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Outsourcing PV: Selecting your Partner
Posted on January 23rd, 2017 by J.-P. Clement MD in Pharmacovigilance
Once you know what functions and expertise you want to keep in house and what are the PV activities you want to outsource, the next challenge will be to identify potential partners and pick-up the one which will fit your PV needs for the years to come.
Unfortunately, the process for selecting a PV service vendor often happens before a clear identification of what the company wants to keep in house as core competencies. Imagine yourself going to a car dealer not knowing if you need a pickup truck or a convertible, and not knowing which car dealer to visit, and you will understand the issue here. Too often, the selection of a PV services vendor will be done without due diligence, based on previous exposure with the vendor, or because it is driven by an influential stakeholder’s recommendation. Though it can work (sometimes), this is not the preferred approach for selecting a long-lasting partner. There is no such thing as blind-dating for PV services.
Knowing that the business of PV services has been booming over the last years, many providers have the experience you are looking for, but several others want to get into this market without the credentials you need. Due diligence and fact checking will help in making your decision.
These are a few items you should look at:
- Experience: look for a partner with more than a few years in the business, not only in the Pharma services, but more specifically in safety. Evidence of such activities is a must. The ability to contact a couple of existing clients to confirm the quality of services should be offered.
- Specific expertise: based on your core competencies, do you have a good match between all the activities you plan to outsource and the service offer? How many DSURs or PSURs have been generated by the vendor to date? Is the vendor familiar with EU GVPs and has a footprint in Europe? Is the vendor experienced with the complexities of the IND rule in the US or as a call center for medical information? There are many areas to look at.
- Quality and Performance: regulatory authorities are expecting a total (100%) compliance in expedited reporting and you should not ask for less (as long as it relates to what is in the control of the vendor). A limited but meaningful set of key performance indicators (KPIs) should be accepted with financial impact in case of deviation. The CAPA process used by the vendor in case of non-conformance should be transparent and accessible by the client. It often gives a great insight on what are the vendor’s strategy and practices on quality.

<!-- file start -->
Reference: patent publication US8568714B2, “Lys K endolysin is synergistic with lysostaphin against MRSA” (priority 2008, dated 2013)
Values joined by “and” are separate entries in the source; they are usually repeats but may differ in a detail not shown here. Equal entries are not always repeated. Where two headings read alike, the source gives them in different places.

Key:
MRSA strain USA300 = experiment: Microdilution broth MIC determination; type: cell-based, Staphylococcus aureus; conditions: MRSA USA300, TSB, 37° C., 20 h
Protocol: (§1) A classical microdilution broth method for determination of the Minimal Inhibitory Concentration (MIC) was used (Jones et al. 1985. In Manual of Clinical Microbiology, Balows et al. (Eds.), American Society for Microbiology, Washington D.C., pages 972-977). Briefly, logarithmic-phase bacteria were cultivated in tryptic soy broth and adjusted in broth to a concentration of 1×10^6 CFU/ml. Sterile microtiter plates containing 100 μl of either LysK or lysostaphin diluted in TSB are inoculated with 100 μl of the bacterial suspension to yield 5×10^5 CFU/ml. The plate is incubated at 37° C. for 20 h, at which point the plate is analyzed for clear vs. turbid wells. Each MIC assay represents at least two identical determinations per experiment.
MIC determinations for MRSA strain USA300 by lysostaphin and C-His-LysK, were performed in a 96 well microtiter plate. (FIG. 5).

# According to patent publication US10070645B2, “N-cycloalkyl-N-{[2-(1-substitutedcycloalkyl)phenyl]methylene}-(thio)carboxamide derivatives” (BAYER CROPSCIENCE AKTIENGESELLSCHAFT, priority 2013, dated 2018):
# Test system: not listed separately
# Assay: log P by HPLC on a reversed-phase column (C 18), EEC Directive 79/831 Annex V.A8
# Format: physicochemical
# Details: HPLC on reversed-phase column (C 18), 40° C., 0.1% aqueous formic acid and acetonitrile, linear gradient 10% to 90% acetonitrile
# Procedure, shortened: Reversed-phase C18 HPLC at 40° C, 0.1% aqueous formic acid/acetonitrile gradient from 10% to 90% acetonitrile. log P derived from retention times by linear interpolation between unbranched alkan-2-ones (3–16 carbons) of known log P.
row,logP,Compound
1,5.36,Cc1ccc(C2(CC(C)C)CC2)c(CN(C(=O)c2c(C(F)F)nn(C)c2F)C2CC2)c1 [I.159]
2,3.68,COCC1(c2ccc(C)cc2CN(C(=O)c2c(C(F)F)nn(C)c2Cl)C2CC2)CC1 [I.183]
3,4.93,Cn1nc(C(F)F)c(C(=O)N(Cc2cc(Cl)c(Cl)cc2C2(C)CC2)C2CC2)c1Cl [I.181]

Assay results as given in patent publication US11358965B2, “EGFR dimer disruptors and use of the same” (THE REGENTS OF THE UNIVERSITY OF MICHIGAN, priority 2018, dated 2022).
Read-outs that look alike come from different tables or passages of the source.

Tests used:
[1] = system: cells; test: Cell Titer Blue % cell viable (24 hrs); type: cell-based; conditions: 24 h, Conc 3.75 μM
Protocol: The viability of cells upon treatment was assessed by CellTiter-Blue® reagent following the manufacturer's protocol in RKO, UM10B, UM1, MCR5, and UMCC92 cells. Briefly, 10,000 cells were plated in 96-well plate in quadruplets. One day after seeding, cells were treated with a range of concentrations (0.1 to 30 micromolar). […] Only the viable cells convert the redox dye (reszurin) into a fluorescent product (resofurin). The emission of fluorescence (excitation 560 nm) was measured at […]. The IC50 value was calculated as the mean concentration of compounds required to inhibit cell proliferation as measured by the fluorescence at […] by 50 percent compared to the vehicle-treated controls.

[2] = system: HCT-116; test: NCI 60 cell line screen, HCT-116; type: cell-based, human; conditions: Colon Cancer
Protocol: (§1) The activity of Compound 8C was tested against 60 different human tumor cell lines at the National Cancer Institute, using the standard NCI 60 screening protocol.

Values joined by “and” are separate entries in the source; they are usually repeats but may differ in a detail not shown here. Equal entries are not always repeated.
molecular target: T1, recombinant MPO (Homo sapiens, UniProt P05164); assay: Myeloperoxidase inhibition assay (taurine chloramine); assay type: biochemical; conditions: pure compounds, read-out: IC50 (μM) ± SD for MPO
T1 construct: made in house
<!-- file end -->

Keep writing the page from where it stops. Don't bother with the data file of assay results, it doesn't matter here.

- Geo-location: large organizations need a 24/7 availability for processing cases and managing issues. A time difference that prevents timely discussion of case details can be frustrating. You should also be comfortable with dealing with groups trained in a different world region than yours, where medical terminology and medical writing practices may not totally blend with your own practice and expectations. Be clear if you need a locally based team or not.
- How big is your business for the vendor: will you be a minor or major client for the vendor (small fish/big pond or big fish/small pond)? Will you get all the attention and customization that you need considering other clients that the vendor is helping?
- Know your team: having a vendor service presentation is nice, but that is pretty much about it. The vendors will put their best team forward, but may allocate different resources/talents to your project. Knowing who will work with you in the long term and what governance model and escalation path will be used and will increase trust.
- Due diligence is key: if you have not had an experienced and qualified auditor to check that the vendor meets your criteria from functional (PV), financial and security (IT, offices, data) standpoints, there is a lot that you do not know about the vendor.
- Look at the proposal itself: the way it is written will be very informative on the comfort zone of the vendor to talk about safety activities, international PV regulations and complexity of the PV world. It will tell you much in terms of the vendor’s familiarity with the subtleties of signal detection activities and benefit-risk assessment. It will help seeing the supporting evidence of the vendor experience and where are potential red flags. Numbers matter a lot (cases processed, compliance rate, number of products managed) and should be available without reticence.
There are many checkpoints to verify to optimize the decision for a PV services vendor. Establishing a partnership of many years deserves time and methodology. Bringing internal/external experts in as needed to guide your selection can be extremely helpful. What matters here is to maximize the probability of success of a long-lasting partnership. It will allow you to reduce operational friction and maximize your energy and resources on your key strategic priorities: products and patients.
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All opinions shared in this post are the author’s own.
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J.-P. Clement MD
Executive Pharmacovigilance Consulting
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